Did it (would it) save *any* lives
The impression was that was what it was *supposed* to do, given Victoria Climbie was one of its initial justifications.
Let us just hope the *next* time someone gets the idea that some super-duper database is the answer the crisis de jour someone throws something (preferably something quite hard) at their head.
Let me write the *next* dead kid "Serious Case Review"
"There was a systemic failure by agencies to share information..."
"XXXX's death was preventable"
"Lessons have been learned"
And a few things that probably won't make it in.
"The social workers were more concerned about the effect a complaint would have on their career than weather the child was still alive."
"Making sure the paperwork looked right was *far* more important than actually checking on the well being of the child"
"Initial assessments are time consuming to do properly, although it is critical to deciding in how a case is handled. Still mostly no hard done."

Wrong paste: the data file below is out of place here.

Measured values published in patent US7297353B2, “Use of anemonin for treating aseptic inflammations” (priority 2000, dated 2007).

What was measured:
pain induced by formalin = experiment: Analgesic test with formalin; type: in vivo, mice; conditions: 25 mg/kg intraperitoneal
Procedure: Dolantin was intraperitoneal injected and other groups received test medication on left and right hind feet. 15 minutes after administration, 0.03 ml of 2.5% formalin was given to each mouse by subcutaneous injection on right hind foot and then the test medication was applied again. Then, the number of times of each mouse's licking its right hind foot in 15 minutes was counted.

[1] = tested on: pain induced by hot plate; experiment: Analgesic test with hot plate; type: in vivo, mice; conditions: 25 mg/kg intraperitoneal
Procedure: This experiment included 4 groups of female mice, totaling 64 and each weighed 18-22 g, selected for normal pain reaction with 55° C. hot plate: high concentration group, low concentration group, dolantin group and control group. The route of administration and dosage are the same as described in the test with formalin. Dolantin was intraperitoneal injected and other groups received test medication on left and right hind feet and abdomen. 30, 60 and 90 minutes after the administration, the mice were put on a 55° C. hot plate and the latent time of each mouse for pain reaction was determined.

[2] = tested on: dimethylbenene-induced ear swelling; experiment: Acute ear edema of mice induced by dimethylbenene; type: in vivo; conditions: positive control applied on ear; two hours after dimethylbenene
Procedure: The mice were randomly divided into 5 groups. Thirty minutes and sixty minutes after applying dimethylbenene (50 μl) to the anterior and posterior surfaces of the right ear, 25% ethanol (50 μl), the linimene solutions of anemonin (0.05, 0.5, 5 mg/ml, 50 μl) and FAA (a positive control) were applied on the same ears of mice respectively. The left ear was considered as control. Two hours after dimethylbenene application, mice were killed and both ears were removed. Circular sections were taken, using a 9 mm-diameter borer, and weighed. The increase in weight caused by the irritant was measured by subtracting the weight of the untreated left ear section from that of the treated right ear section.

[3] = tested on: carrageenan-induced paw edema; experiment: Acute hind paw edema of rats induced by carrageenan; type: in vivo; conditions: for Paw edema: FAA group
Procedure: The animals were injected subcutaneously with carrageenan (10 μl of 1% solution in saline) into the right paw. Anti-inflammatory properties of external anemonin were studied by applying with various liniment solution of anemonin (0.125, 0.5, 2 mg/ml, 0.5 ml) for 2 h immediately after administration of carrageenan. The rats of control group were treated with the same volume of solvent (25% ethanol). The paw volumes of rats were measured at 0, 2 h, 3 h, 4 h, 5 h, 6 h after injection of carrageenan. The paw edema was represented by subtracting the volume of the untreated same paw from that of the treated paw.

"The threatening and aggressive behavior of the parents/relatives/family friends strongly suggested they had something to hide. But I was *really* scared of them."
I'm not sure what the definition of a "Serious Case Review" is given the average 7-10 deaths a week on the UK At-risk register. In principle shouldn't *all of them have one? I suspect it's along the line of "It made the TV news, we'd better look like we're doing something."
I won't mourn its passing. It *always* seemed to be more about a clean load for the NIR of the National ID card system and PNC II (fivein that the Police were to have access and record were to held till the "child" was 25).
Data bases don't save lives. Paid child protection and child welfare specialists doing their *job* should do that.
It seems to me that quite a few of them are not up to the task, and their managers are not up to the task of improving them, or getting rid of them.
Fail not so much for the DB, but the children who the *whole* system has systematically failed to the point of death, literally "Acceptable losses."